I honestly don’t know if the board game community draws a pedantic line between games with actual boards and card games, but I’m going to pretend it doesn’t. Simply put, I would like to review both but don’t want to come up with two different headline structures. Not in this economy, gang.
Besides, a game is a game, regardless of how complicated or simple it is to play. And it’s hard to imagine a simpler game than The Mind. In terms of mechanics, that is. Underneath The Mind’s easy conceit is a game that will drive you and your pals absolutely nuts with fun tension.
So here’s the deal. The Mind is a deck of cards numbered one to one hundred. Starting on the first level, each player gets one card. Look at your card. Put it in the front of your noggin. Players place their hands together in the middle of the table and think about that card as hard as they can. At the same time, set your motherfucker to receive their psychic transmission.
Or not. I don’t believe in any of that stuff, but it is fun. Once you’re done with your psychic commune, it is time to play the game. You have to lay your cards down in sequential order. That’s it! You are not allowed to communicate, verbally or otherwise, with the other players.
So let’s say I have a one and you have a hundred. Pretty easy, right? I know no card could possibly be lower than mine. You know no card could possibly be higher than yours. No psychic required on that one. But what if I have a forty-three and you have a forty-four? What if there are four players?
Well, you can use a throwing star. You don’t start off with many of these, but they allow the group to take a unanimous vote. If successful, everyone shows their lowest card. It can be very helpful, especially early in the game, but you can’t use them very often.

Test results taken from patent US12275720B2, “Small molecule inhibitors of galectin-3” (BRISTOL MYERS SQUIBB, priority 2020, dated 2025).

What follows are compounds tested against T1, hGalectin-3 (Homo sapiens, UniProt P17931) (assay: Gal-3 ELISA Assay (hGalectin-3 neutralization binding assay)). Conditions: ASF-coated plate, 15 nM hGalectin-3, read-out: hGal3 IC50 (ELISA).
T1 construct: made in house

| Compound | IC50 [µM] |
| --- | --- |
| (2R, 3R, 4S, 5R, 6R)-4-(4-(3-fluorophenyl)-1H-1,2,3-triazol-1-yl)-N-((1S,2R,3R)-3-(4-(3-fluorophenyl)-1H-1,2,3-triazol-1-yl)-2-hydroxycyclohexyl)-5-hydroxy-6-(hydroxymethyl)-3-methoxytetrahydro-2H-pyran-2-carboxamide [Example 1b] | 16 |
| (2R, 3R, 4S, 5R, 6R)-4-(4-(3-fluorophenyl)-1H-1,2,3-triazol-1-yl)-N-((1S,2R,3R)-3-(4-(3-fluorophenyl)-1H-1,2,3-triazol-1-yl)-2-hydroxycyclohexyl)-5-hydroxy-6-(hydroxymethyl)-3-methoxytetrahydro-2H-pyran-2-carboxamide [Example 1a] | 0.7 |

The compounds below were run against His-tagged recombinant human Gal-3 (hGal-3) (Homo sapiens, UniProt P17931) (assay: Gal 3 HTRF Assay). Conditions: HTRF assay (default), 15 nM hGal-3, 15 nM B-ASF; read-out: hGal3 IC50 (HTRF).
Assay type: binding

If someone puts down a card higher than a card being held by another player, you lose a life. So if I put down a sixty-four while you happen to be holding a sixty, we’re screwed. Luckily, you have more than one life to lose. And as you ascend levels, you gain back both lives and throwing stars.
Unfortunately, you also start getting larger hands. Each player gets one card for level one, two cards for level two and so on. A four-player game must beat level eight to win. A two-player game must beat level twelve. What I’m saying here is that this is not a game you are likely to beat. Other than extreme luck, the only way I can see it happening is by playing with the exact same group over and over again until you have even their most subtle “tells” totally memorized. You can’t overtly communicate your cards, but your reactions, your confidence and your nervousness all tell stories regardless. So no, The Mind won’t grant you true psychic powers. But it will teach you to read your friends like a conman pretending to have true psychic powers! Next best thing!
(I should add that the game’s instruction pamphlet ends with a secret upside down section called “How does this whole thing work?” that apparently reveals some major secret to the game. I can’t fathom what that would be, but I also haven’t read it and only plan to on my deathbed or if I ever decide to never play this game again.)
The Mind is a game I keep in my car’s glove compartment rather than my closet because it’s so easy to whip out in any given scenario where you and a friend (or friends) have some time to kill. It only takes a moment to teach, a second moment to practice and then a third moment to fully grasp it and go nuts. The game’s balance and design is just beautiful like that, perfectly simple and yet somehow impressively deep and engrossing. Of all the games I’ve forced my friends to play, this is by far their favorite, and when your group really gets on a roll, it’s difficult not to bother others with your screams of terror and shouts of triumph.